The U Boats were not defeated because Turning was better than Tranow (change both from seats and the outcome would still be the same)but they were defeated because they were qualitatively and quantitatively inferior : U Boats were primitive surface ships and there were not enough of them .
     
  4. RichTO90

    RichTO90 Well-Known Member

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    Oh dear. I just GAVE YOU the actual figure. Why are you trying to foist off the "fictive" again? 14,878,463 GRT.

    Why "must be subtracted of the US..."? A coherent reason please.

    Meanwhile, the British figures I gave you were for...wait for it - BRITISH SHIPPING. In response to your "fictive" regarding - BRITISH SHIPPING.

    I then gave you total losses for - ALLIED SHIPPING. In response to your "fictive" regarding - ALLIED SHIPPING.

    Are you following now?

    You mean "Tamino, the information the Soviets gained for Citadel most likely came from ultra. Due to secrecy we don't know the source, but the Soviets did gain valuable info and because of the British spy ring he gained information that collaborated intel"?

    That isn't "chauvinism", its ignorance. And there is nothing there claiming the information gained won the Soviets the battle of Kursk. That is your claim.

    Same poster, same ignorance rather than chauvanism. "The sub menace was clearly shortened by enigma. Could the invasions have been done in the same time frame??" Note that yet again you have altered the meaning of the post you just referenced. The "sub menace" was shortened, not your "translation" saying the war was shortened. Since when have you become the mind reader allowing your to translate the thoughts of other posters?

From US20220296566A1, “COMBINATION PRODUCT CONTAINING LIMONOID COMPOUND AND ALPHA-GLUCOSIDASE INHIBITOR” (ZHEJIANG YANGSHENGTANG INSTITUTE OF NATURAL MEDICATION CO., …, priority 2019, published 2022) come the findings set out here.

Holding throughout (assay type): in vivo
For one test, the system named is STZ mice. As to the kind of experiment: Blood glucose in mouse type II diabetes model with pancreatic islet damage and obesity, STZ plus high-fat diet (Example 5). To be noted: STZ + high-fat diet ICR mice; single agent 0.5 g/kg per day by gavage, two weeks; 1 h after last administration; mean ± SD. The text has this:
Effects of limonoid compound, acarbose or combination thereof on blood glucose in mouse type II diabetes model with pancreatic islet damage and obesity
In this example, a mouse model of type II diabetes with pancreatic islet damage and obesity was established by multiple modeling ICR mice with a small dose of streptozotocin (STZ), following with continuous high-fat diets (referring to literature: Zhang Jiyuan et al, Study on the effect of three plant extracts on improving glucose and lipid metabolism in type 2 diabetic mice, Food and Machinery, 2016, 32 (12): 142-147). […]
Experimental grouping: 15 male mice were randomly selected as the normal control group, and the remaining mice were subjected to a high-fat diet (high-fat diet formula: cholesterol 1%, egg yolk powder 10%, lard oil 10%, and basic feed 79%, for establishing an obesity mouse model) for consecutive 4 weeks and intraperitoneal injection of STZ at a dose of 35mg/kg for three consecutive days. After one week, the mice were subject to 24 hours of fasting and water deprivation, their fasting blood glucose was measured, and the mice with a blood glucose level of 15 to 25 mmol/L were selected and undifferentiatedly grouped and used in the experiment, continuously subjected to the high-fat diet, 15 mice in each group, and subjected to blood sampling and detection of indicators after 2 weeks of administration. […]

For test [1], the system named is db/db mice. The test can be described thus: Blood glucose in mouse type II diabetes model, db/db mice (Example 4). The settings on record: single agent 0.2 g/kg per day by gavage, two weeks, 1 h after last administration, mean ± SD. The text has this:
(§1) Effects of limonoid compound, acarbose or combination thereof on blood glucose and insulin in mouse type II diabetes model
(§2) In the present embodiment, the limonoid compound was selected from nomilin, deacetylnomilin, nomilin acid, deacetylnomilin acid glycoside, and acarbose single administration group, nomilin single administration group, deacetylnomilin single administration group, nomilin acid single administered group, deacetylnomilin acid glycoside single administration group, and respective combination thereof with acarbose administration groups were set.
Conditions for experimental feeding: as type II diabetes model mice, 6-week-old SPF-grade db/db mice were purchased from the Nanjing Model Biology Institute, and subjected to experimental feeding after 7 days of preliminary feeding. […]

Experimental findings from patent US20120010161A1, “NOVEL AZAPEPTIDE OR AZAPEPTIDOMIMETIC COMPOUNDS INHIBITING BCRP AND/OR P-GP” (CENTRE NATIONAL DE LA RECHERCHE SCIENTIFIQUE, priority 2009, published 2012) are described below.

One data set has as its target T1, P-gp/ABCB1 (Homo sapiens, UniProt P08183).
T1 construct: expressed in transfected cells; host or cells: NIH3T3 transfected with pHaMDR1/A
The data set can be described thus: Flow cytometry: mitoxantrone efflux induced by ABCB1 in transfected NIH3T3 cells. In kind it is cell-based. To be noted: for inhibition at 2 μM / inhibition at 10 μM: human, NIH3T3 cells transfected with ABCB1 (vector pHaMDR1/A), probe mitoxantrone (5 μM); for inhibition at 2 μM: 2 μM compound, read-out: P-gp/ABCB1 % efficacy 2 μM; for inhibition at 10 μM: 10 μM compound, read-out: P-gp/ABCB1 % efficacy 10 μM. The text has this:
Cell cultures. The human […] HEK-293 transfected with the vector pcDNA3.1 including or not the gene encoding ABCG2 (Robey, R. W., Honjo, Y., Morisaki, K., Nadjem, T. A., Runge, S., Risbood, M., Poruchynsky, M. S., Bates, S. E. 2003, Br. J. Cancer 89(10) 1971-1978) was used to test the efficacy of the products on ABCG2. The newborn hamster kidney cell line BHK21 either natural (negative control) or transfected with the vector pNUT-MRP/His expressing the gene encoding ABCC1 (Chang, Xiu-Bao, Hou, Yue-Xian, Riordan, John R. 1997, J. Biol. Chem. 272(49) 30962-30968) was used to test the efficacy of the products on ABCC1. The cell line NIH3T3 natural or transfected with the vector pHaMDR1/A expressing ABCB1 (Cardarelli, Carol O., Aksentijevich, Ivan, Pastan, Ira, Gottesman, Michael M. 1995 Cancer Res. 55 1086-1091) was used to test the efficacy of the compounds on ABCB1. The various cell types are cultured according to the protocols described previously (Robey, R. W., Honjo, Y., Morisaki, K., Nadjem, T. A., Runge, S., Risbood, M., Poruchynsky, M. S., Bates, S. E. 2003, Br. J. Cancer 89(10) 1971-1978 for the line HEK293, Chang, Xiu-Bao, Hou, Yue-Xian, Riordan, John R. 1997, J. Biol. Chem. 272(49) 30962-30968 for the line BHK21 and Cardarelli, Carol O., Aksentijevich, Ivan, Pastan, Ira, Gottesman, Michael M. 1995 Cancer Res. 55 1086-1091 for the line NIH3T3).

Meanwhile in the real as opposed to fictive world, Enigma de-crypts did contribute to sinking U-Boats. Sinking U-Boats did shorten the sub menace. Q.E.D.

    Sigh. Except the work of B Dienst did in fact locate sailings of ships and convoys, its size, composition, speed, and general course, because they were intercepting SHIP SAILING and CONVOY ROUTING MESSAGES. Just as Enigma de-crypts did the same for U-Boats.

    The locating of individual ships and subs and prosecuting attacks - successful and unsuccessful - were a consequence of that albeit chance enters into it.

    Frankly, the reductio ad absurdam from your chain of reasoning is that the depth bombs didn't sink the U-Boats, chance did.

    "Most"? How many? How many weren't "worthless"? What is your measure of effectiveness? And I suggest you do not employ a "fictive". Use some actual reasoning instead of arrogant assumptions.

    BTW, where did I say a damned thing about "wolf packs"? If you want to argue with me I suggest you try arguing things I have said rather than your imaginings.

    Yes, most U-Boats were sunk while attacking ships or while transiting the Bay of Biscay. So what? How many were not? Are they unimportant? Meanwhile, 321 of 782 is 41%. So what? Why is 41% more important than the remaining 59% which is, quite literally, the more SIGNIFICANT figure?

    So where did you get the idea that U-Boat sailing information was not used in setting air patrols in the Bay of Biscay?

    Again, I suggest you use facts rather than fictives in your reply.

    Sorry, but aside from arguing against something I never said, all that is a fictive. Find the data and argue it, otherwise you are just another trolling poster making stuff up. That may be unkind of me to say, but you need a wake up call to end your sloppy fictive postings. You can do better; I have seen you do it.

    Really? So then since you making an assertion of fact you must have substantial data to back it up? Or is this another fictive?